The potential role of MLC phosphatase and MAPK signalling in the pathogenesis of vascular dysfunction in heart failure: Contractility in Health and DiseaseReview Series

Ozgur Ogut, Frank V. Brozovich

Research output: Contribution to journalArticle

17 Citations (Scopus)

Abstract

Clinical syndrome of heart failure Regulation of smooth muscle contractility Ca2+ sensitization Ca2+ desensitization MYPT1 isoforms and the sensitivity to cGMP cGMP and MYPT1 phosphorylation Vascular function and cGMP signalling Captopril therapy and MYPT1 Expression in HF Captopril therapy and gene expression Conclusions Abstract The clinical syndrome of heart failure is associated with both a resting vasoconstriction and reduced sensitivity to nitric oxide mediated vasodilatation, and this review will focus on the role of myosin light chain (MLC) phosphatase in the pathogenesis of the vascular abnormalities of heart failure. Nitric oxide mediates vasodilatation by an activation of guanylate cyclase and an increase in the production of cGMP, which leads to the activation of the type I cGMP-dependent protein kinase (PKGI). PKGI then activates a number of targets that produce smooth muscle relaxation including MLC phosphatase. MLC phosphatase is a holoenzyme consisting of three subunits; a 20 kD subunit of unknown function, an ∼38-kD catalytic subunit and a myosin targeting subunit (MYPT1). Alternative splicing of a 31 bp 3' exon generates MYPT1 isoforms, which differ by a COOH-terminus leucine zipper (LZ). Further, PKGI-mediated activation of MLC phosphatase requires the expression of a LZ+ MYPT1. Congestive heart failure is associated with a decrease in LZ+ MYPT1 expression, which results in a decrease in the sensitivity to cGMP-mediated smooth muscle relaxation. Beyond their ability to reduce afterload, angiotensin converting enzyme (ACE) inhibitors have a number of beneficial effects that include maintaining the expression of the LZ+ MYPT1 isoform, thereby conserving normal sensitivity to cGMP-mediated vasodilatation, as well as differentially regulating genes associated with mitogen activated protein kinase (MAPK) signalling. ACE inhibition reduces circulating angiotensin II and thus limits the downstream activation of MAPK signalling pathways, possibly preventing the alteration of the vascular phenotype to preserve normal vascular function.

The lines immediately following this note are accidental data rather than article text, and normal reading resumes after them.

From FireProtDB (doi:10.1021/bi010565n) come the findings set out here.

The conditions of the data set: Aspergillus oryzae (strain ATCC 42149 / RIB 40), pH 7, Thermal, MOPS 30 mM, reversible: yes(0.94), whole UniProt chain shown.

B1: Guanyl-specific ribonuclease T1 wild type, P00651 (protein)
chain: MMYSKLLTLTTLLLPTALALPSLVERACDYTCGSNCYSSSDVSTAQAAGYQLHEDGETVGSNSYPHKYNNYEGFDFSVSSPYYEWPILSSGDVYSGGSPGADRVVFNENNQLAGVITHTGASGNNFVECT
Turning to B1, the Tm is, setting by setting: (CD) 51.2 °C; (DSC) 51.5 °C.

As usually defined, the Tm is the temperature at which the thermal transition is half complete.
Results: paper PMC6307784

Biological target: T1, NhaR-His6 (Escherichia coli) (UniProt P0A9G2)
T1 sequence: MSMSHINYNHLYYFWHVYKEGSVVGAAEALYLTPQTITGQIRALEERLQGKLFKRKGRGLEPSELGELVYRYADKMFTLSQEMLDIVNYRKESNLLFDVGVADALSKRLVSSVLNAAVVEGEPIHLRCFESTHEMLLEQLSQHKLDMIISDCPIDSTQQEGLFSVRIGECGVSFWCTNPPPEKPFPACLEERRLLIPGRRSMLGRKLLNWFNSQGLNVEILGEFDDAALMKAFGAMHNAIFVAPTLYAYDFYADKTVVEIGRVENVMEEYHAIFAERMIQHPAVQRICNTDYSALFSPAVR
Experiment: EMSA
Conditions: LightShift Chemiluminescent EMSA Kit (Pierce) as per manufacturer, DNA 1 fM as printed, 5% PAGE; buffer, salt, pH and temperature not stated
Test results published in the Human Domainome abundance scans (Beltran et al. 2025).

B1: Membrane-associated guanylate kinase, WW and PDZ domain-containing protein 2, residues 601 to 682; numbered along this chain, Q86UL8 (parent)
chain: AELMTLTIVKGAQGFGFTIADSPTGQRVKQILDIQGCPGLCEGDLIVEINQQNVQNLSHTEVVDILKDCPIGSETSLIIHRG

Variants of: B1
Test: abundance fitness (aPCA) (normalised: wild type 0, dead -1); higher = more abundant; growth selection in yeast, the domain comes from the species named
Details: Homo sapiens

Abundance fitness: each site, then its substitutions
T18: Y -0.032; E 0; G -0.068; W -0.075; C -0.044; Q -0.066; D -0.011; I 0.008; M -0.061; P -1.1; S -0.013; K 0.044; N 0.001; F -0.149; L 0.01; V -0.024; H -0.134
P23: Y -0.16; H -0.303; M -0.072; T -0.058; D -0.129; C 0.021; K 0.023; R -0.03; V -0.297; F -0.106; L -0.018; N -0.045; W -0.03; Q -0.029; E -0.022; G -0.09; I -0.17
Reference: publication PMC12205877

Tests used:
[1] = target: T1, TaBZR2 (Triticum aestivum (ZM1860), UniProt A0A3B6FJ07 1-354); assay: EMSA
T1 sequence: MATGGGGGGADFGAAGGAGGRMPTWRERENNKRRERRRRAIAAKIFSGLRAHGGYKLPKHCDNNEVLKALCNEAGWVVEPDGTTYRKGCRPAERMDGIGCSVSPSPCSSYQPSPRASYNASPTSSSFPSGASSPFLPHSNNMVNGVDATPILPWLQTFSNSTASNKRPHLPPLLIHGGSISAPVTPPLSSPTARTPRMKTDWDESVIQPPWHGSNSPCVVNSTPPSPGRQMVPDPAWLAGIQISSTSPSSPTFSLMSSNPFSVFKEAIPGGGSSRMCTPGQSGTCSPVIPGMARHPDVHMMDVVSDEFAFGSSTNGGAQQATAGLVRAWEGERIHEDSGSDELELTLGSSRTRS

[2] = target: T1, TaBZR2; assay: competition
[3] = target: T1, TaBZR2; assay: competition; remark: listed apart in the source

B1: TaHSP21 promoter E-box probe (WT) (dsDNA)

Original languageEnglish (US)
Pages (from-to)2158-2164
Number of pages7
JournalJournal of Cellular and Molecular Medicine
Volume12
Issue number6A
DOIs
StatePublished - Dec 2008

Fingerprint

Myosin-Light-Chain Phosphatase
Myocardial Contraction
Leucine Zippers
Mitogen-Activated Protein Kinases
Blood Vessels
Heart Failure
Vasodilation
Smooth Muscle
Protein Isoforms
Muscle Relaxation
Captopril
Health
Cyclic GMP-Dependent Protein Kinase Type I
Nitric Oxide
Holoenzymes
Guanylate Cyclase
Alternative Splicing
Peptidyl-Dipeptidase A
Myosins
Vasoconstriction

Keywords

  • Angiotensin
  • MYPT1
  • Nitric oxide
  • Smooth muscle
  • Vasoconstriction
  • Vasodilatation

ASJC Scopus subject areas

  • Cell Biology
  • Molecular Medicine

Cite this

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title = "The potential role of MLC phosphatase and MAPK signalling in the pathogenesis of vascular dysfunction in heart failure: Contractility in Health and DiseaseReview Series",
abstract = "Clinical syndrome of heart failure Regulation of smooth muscle contractility Ca2+ sensitization Ca2+ desensitization MYPT1 isoforms and the sensitivity to cGMP cGMP and MYPT1 phosphorylation Vascular function and cGMP signalling Captopril therapy and MYPT1 Expression in HF Captopril therapy and gene expression Conclusions Abstract The clinical syndrome of heart failure is associated with both a resting vasoconstriction and reduced sensitivity to nitric oxide mediated vasodilatation, and this review will focus on the role of myosin light chain (MLC) phosphatase in the pathogenesis of the vascular abnormalities of heart failure. Nitric oxide mediates vasodilatation by an activation of guanylate cyclase and an increase in the production of cGMP, which leads to the activation of the type I cGMP-dependent protein kinase (PKGI). PKGI then activates a number of targets that produce smooth muscle relaxation including MLC phosphatase. MLC phosphatase is a holoenzyme consisting of three subunits; a 20 kD subunit of unknown function, an ∼38-kD catalytic subunit and a myosin targeting subunit (MYPT1). Alternative splicing of a 31 bp 3' exon generates MYPT1 isoforms, which differ by a COOH-terminus leucine zipper (LZ). Further, PKGI-mediated activation of MLC phosphatase requires the expression of a LZ+ MYPT1. Congestive heart failure is associated with a decrease in LZ+ MYPT1 expression, which results in a decrease in the sensitivity to cGMP-mediated smooth muscle relaxation. Beyond their ability to reduce afterload, angiotensin converting enzyme (ACE) inhibitors have a number of beneficial effects that include maintaining the expression of the LZ+ MYPT1 isoform, thereby conserving normal sensitivity to cGMP-mediated vasodilatation, as well as differentially regulating genes associated with mitogen activated protein kinase (MAPK) signalling. ACE inhibition reduces circulating angiotensin II and thus limits the downstream activation of MAPK signalling pathways, possibly preventing the alteration of the vascular phenotype to preserve normal vascular function.",
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